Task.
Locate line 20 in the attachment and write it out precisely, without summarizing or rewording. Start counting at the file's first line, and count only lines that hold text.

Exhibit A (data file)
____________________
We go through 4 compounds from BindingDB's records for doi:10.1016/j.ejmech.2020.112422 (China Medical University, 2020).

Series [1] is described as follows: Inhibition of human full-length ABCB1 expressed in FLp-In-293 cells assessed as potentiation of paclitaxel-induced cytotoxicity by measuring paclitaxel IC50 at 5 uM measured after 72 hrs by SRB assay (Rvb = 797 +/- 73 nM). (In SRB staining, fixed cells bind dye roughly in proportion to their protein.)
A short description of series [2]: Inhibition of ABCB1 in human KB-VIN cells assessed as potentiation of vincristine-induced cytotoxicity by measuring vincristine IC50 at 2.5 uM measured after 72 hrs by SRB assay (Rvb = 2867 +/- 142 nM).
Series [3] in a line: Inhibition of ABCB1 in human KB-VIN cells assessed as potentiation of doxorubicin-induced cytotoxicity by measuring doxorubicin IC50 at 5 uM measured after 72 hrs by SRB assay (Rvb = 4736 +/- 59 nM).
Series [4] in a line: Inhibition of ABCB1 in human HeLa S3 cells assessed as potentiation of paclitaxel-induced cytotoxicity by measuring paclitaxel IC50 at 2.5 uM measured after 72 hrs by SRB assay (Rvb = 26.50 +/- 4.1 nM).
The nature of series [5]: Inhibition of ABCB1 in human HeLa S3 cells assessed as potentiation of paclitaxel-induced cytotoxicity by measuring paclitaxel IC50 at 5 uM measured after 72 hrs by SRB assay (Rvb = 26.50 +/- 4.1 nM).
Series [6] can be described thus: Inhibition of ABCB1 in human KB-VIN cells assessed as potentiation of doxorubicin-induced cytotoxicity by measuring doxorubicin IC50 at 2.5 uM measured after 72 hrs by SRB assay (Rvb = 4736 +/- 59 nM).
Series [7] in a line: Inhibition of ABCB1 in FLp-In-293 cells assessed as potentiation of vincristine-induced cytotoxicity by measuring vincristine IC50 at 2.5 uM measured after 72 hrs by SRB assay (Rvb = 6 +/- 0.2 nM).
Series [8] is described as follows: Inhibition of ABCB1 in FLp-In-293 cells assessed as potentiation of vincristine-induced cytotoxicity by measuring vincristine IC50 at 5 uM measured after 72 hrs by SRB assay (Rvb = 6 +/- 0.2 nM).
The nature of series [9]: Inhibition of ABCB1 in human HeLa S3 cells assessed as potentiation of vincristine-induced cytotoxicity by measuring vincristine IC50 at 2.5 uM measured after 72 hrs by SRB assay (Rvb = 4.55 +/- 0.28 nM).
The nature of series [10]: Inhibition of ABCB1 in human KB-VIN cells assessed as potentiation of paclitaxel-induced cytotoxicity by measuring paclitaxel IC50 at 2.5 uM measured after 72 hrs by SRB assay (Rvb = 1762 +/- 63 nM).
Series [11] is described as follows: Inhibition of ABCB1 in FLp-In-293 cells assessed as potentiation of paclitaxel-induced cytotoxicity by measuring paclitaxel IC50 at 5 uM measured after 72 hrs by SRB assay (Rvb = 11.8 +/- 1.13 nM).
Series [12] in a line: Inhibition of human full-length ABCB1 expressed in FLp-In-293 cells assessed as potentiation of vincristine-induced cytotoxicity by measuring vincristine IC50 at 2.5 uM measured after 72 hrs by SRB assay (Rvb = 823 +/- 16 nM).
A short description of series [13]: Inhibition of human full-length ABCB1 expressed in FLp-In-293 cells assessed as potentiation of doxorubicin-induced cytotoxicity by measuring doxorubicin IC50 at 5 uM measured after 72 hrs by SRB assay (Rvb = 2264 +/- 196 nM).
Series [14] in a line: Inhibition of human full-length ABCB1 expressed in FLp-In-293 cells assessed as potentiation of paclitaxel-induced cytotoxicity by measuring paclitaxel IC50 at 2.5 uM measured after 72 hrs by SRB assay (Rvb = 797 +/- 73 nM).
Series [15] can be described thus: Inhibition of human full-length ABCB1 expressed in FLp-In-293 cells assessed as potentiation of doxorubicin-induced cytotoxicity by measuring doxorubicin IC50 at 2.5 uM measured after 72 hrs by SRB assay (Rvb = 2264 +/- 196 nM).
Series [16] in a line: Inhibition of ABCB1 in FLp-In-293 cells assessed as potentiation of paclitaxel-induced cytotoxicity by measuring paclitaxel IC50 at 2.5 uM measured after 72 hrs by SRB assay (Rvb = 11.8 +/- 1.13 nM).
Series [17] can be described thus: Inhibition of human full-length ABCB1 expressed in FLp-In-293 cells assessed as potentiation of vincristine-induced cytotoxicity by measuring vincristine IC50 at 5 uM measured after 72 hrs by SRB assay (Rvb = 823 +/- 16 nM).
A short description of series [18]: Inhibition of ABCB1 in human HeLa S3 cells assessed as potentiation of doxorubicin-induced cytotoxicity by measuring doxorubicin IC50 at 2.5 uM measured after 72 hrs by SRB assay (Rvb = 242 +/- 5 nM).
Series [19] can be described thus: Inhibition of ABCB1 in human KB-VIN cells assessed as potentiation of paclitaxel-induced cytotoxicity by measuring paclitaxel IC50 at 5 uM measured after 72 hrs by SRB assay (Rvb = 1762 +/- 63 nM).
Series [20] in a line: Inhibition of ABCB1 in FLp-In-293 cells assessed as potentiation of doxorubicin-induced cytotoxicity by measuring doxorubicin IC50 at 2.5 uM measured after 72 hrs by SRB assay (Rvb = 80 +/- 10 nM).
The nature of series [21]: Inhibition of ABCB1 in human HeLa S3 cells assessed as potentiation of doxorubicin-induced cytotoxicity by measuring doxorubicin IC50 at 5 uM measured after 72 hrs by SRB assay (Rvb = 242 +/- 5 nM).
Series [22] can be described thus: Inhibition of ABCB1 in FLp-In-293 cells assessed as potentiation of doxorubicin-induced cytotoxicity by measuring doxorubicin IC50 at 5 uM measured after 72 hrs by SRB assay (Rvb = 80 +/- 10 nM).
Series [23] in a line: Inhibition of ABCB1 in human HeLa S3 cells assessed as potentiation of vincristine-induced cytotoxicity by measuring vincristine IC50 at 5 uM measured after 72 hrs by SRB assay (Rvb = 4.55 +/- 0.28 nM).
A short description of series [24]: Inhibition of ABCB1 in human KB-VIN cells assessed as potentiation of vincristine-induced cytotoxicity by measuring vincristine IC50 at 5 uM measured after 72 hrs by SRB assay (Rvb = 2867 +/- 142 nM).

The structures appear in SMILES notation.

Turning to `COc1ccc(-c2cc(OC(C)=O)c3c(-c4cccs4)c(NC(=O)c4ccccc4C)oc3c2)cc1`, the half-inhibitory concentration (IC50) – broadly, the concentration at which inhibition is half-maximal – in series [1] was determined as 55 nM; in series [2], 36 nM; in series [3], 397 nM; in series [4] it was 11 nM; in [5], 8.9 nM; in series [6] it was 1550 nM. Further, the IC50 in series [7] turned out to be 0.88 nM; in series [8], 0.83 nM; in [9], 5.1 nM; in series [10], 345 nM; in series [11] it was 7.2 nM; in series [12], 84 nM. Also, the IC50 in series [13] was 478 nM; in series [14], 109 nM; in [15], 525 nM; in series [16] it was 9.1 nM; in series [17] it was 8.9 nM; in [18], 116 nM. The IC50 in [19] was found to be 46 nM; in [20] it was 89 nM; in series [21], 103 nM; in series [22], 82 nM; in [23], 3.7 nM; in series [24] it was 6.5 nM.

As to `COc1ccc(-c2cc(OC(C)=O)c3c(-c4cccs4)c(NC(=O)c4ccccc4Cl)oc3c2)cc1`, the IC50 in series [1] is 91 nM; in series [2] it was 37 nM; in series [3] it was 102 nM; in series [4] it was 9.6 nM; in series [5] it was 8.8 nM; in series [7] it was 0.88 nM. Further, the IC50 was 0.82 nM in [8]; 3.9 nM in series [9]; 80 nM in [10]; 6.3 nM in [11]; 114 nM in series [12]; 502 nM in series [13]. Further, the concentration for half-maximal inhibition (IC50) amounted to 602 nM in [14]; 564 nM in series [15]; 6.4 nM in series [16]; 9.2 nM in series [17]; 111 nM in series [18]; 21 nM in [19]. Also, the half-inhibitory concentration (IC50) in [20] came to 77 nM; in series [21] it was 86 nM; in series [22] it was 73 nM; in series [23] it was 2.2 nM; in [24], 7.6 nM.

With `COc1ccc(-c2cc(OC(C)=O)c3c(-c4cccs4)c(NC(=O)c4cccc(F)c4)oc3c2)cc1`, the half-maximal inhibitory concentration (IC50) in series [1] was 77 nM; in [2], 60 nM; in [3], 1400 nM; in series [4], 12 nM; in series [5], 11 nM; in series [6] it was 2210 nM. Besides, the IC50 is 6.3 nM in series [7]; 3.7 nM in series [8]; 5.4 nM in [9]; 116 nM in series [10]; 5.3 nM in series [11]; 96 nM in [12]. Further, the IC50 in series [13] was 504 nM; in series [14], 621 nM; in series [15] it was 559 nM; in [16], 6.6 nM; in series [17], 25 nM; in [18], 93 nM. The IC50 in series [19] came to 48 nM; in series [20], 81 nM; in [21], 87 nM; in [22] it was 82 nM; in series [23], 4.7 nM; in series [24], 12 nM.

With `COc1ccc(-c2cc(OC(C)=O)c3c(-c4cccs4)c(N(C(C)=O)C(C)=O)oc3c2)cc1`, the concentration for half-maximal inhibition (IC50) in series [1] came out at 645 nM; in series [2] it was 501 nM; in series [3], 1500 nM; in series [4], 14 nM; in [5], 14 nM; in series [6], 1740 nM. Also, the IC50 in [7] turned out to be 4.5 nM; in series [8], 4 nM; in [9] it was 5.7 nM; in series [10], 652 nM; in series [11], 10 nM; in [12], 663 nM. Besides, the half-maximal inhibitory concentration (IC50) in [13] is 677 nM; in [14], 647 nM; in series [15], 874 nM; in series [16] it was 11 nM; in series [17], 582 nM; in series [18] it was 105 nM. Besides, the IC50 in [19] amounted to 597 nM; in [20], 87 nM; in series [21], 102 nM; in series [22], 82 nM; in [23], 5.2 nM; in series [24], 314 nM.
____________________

Series [19] can be described thus: Inhibition of ABCB1 in human KB-VIN cells assessed as potentiation of paclitaxel-induced cytotoxicity by measuring paclitaxel IC50 at 5 uM measured after 72 hrs by SRB assay (Rvb = 1762 +/- 63 nM).